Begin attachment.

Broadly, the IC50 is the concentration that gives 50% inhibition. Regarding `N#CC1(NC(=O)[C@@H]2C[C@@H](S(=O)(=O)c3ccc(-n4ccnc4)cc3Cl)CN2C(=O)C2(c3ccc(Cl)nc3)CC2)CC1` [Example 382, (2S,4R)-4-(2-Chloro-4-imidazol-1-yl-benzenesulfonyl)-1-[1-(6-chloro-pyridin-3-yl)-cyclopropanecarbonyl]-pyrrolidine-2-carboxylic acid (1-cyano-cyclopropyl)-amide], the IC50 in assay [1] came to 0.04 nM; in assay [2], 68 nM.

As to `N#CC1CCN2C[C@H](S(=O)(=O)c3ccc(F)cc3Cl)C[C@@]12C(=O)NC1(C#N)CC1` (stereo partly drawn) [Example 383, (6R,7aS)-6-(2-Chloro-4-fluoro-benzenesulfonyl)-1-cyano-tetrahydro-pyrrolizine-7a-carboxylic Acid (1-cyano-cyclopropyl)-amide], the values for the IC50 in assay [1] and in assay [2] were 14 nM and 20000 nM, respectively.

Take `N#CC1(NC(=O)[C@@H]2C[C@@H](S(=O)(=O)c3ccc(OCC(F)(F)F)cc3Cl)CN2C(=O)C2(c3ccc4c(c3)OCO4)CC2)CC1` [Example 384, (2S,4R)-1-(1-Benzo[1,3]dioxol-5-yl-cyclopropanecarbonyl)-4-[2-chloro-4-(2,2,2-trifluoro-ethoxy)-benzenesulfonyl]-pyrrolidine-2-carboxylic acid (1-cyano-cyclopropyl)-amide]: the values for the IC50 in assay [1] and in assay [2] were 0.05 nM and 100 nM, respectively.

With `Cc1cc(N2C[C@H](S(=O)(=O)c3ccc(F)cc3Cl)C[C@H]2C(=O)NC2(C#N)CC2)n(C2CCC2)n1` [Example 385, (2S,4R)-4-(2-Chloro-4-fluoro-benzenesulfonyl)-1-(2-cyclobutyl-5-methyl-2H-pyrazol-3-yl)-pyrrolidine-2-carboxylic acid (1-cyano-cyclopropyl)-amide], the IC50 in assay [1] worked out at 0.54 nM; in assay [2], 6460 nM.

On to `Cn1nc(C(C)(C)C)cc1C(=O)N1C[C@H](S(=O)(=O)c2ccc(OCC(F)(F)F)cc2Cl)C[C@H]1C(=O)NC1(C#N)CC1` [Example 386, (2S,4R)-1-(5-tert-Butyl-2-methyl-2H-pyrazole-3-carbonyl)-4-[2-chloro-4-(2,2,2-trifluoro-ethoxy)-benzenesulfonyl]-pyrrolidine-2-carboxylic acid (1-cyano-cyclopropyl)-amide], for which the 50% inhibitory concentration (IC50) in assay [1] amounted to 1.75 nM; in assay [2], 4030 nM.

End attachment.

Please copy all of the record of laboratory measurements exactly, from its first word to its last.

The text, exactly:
Broadly, the IC50 is the concentration that gives 50% inhibition. Regarding `N#CC1(NC(=O)[C@@H]2C[C@@H](S(=O)(=O)c3ccc(-n4ccnc4)cc3Cl)CN2C(=O)C2(c3ccc(Cl)nc3)CC2)CC1` [Example 382, (2S,4R)-4-(2-Chloro-4-imidazol-1-yl-benzenesulfonyl)-1-[1-(6-chloro-pyridin-3-yl)-cyclopropanecarbonyl]-pyrrolidine-2-carboxylic acid (1-cyano-cyclopropyl)-amide], the IC50 in assay [1] came to 0.04 nM; in assay [2], 68 nM.

As to `N#CC1CCN2C[C@H](S(=O)(=O)c3ccc(F)cc3Cl)C[C@@]12C(=O)NC1(C#N)CC1` (stereo partly drawn) [Example 383, (6R,7aS)-6-(2-Chloro-4-fluoro-benzenesulfonyl)-1-cyano-tetrahydro-pyrrolizine-7a-carboxylic Acid (1-cyano-cyclopropyl)-amide], the values for the IC50 in assay [1] and in assay [2] were 14 nM and 20000 nM, respectively.

Take `N#CC1(NC(=O)[C@@H]2C[C@@H](S(=O)(=O)c3ccc(OCC(F)(F)F)cc3Cl)CN2C(=O)C2(c3ccc4c(c3)OCO4)CC2)CC1` [Example 384, (2S,4R)-1-(1-Benzo[1,3]dioxol-5-yl-cyclopropanecarbonyl)-4-[2-chloro-4-(2,2,2-trifluoro-ethoxy)-benzenesulfonyl]-pyrrolidine-2-carboxylic acid (1-cyano-cyclopropyl)-amide]: the values for the IC50 in assay [1] and in assay [2] were 0.05 nM and 100 nM, respectively.

With `Cc1cc(N2C[C@H](S(=O)(=O)c3ccc(F)cc3Cl)C[C@H]2C(=O)NC2(C#N)CC2)n(C2CCC2)n1` [Example 385, (2S,4R)-4-(2-Chloro-4-fluoro-benzenesulfonyl)-1-(2-cyclobutyl-5-methyl-2H-pyrazol-3-yl)-pyrrolidine-2-carboxylic acid (1-cyano-cyclopropyl)-amide], the IC50 in assay [1] worked out at 0.54 nM; in assay [2], 6460 nM.

On to `Cn1nc(C(C)(C)C)cc1C(=O)N1C[C@H](S(=O)(=O)c2ccc(OCC(F)(F)F)cc2Cl)C[C@H]1C(=O)NC1(C#N)CC1` [Example 386, (2S,4R)-1-(5-tert-Butyl-2-methyl-2H-pyrazole-3-carbonyl)-4-[2-chloro-4-(2,2,2-trifluoro-ethoxy)-benzenesulfonyl]-pyrrolidine-2-carboxylic acid (1-cyano-cyclopropyl)-amide], for which the 50% inhibitory concentration (IC50) in assay [1] amounted to 1.75 nM; in assay [2], 4030 nM.